U.K. STUDY FINDS NO EVIDENCE OF SATANIC ABUSE OF CHILDREN
EVANGELICAL CHRISTIANS BLAMED FOR SPREADING SCARE
- by Rosie Waterhouse, _London Independent_. Reprinted _San
Francisco Examiner & Chronicle_, April 24, 1994, #A5
LONDON - Satanic child abuse does not exist in the United
Kingdom, a government inquiry has concluded.
A three-year investigation funded by Britain's Department of
Health has found no evidence to substantiate any of the 84
cases in which it was alleged that children were sexually
abused during Stanic, "black magic" rites.
Similar stories of Satanic abuse first surfaced in the United
States in 1983 and have since spread to other countries,
including the Netherlands, Norway, and Australia, but no
evidence has been found.
The official report, which was commissioned in 1991 after
children had been snatched from their homes in dawn raids by
social workers and police in the northern town of Rochdale and
on the Orkney islands off the coast of Scotland, is due for
publication next month.
It blames the evangelical Christian movement and self-
proclaimed U.S. "experts" for spreading the satanic-abuse scare.
And it suggests that social workers and others believed in it
because involvement with the devil explained why parents could
harm their own children, reviving "an age-old myth" of cults
controlled by unknown, powerful, and dangerous strangers.
Providing the first official definition of Satanic abuse, the
report explains: "Rites that allegedly include the torture and
sexual abuse of children and adults, forced abortion and human
sacrifice, cannibalism, and bestiality may be labeled Satanic
"There is no evidence that these have taken place in any of the
84 cases studied," the report said.
The report was conducted by Jean La Fontaine, professor of
social anthropology at the London School of Economics, an
expert on child abuse and on "cults."
Professor La Fontaine, who refused to comment on her report
until it is published, had access to the files of every police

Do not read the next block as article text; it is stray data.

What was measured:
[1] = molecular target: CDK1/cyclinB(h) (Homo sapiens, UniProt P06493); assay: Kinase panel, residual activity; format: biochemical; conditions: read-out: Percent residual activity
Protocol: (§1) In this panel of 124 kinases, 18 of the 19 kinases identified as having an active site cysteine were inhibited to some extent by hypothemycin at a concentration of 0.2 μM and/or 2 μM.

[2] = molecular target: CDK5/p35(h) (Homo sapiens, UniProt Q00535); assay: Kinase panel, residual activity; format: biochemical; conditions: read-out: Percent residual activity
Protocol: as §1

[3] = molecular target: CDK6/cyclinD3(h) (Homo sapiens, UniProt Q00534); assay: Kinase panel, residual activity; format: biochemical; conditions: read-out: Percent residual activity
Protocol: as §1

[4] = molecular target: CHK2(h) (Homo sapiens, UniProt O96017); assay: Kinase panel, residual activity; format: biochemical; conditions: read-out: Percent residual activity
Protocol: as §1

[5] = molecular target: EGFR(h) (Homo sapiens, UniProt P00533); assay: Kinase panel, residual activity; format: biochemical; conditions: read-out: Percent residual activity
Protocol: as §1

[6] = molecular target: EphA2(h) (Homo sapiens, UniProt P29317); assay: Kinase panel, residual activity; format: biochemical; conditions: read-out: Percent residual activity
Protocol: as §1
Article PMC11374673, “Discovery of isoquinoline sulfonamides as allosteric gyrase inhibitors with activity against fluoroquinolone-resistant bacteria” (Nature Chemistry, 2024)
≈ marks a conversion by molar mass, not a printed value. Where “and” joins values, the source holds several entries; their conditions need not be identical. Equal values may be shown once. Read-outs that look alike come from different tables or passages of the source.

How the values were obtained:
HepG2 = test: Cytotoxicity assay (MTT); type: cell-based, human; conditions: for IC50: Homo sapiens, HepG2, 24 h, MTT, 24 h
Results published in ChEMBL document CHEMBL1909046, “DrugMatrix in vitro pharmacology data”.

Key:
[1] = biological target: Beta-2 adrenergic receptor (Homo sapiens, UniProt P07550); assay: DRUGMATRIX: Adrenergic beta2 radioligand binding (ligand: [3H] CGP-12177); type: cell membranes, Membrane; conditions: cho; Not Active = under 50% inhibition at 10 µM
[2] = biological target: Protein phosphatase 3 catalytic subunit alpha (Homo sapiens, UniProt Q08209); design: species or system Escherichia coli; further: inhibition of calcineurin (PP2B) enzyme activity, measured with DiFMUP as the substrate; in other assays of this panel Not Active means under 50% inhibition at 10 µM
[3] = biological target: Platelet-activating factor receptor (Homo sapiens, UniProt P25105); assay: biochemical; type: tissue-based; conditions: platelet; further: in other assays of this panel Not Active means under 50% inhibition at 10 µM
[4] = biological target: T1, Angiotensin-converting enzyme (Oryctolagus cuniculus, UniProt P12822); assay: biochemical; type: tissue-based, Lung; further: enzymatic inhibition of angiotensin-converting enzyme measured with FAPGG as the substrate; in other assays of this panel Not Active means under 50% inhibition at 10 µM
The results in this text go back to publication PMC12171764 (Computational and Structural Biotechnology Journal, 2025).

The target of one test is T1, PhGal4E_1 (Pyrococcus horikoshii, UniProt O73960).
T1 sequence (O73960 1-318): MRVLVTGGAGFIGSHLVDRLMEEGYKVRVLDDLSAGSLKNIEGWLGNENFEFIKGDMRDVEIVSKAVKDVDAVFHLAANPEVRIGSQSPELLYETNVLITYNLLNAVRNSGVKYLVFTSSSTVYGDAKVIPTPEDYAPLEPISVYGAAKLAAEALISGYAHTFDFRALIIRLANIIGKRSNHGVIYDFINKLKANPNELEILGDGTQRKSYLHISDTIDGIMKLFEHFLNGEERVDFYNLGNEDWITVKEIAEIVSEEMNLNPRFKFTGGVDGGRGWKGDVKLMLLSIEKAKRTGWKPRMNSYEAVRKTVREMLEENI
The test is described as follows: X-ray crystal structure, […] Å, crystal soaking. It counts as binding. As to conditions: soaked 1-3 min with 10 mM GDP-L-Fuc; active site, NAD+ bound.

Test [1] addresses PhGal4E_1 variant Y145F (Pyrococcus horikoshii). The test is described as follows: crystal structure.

force and social services department that investigated
allegations of Satanic ritual abuse in Britain since 1988.
Allegations were investigated by police forces from Kent to
Strathclyde, including Nottinghamshire, Derbyshire, and
Merseyside, but no evidence was found to corroborate the claims.
The report attempts to explain how the stories began.
"The alleged disclosures of Satanic abuse by younger children
were influenced by adults. A small minority involved children
pressured or coached by their mothers.
"The interviews during this period (1988-91) were frequently
poorly conducted. Too-frequent interviewing, leading questions,
contamination, pressure, and inducements to agree to
suggestions may have resulted from the anxiety of the
interviewers to find out what happened."
The report also tries to explain how the Satanic abuse scare
"The evangelical Christian campaign against new religious
movements has been a powerful influence encouraging the
identification of Satanic abuse.
"Equally, if not more important in spreading the idea of
Satanic abuse in Britain are the 'specialists,' American and
British. They may have few or even no qualifications as
professionals but attribute their expertise to 'experience of
cases.' Their claims or qualifications are rarely checked."
In some of the cases investigated, the children really had been
sexually abused, but treating them as victims of Satanic abuse
caused further problems.